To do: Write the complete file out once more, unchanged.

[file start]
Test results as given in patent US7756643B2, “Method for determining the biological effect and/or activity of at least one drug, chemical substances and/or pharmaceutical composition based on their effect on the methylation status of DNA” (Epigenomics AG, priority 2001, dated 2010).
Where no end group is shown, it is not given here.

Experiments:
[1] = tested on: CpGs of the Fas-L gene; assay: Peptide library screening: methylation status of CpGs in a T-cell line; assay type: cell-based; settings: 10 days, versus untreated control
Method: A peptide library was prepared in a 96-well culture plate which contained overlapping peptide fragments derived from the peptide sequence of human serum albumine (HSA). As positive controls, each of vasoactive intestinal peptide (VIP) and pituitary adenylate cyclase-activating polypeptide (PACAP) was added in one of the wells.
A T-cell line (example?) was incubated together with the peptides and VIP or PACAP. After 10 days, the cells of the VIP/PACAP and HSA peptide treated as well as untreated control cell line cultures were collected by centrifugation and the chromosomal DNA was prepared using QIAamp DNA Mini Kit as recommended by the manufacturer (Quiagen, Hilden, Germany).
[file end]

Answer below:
Test results as given in patent US7756643B2, “Method for determining the biological effect and/or activity of at least one drug, chemical substances and/or pharmaceutical composition based on their effect on the methylation status of DNA” (Epigenomics AG, priority 2001, dated 2010).
Where no end group is shown, it is not given here.

Experiments:
[1] = tested on: CpGs of the Fas-L gene; assay: Peptide library screening: methylation status of CpGs in a T-cell line; assay type: cell-based; settings: 10 days, versus untreated control
Method: A peptide library was prepared in a 96-well culture plate which contained overlapping peptide fragments derived from the peptide sequence of human serum albumine (HSA). As positive controls, each of vasoactive intestinal peptide (VIP) and pituitary adenylate cyclase-activating polypeptide (PACAP) was added in one of the wells.
A T-cell line (example?) was incubated together with the peptides and VIP or PACAP. After 10 days, the cells of the VIP/PACAP and HSA peptide treated as well as untreated control cell line cultures were collected by centrifugation and the chromosomal DNA was prepared using QIAamp DNA Mini Kit as recommended by the manufacturer (Quiagen, Hilden, Germany).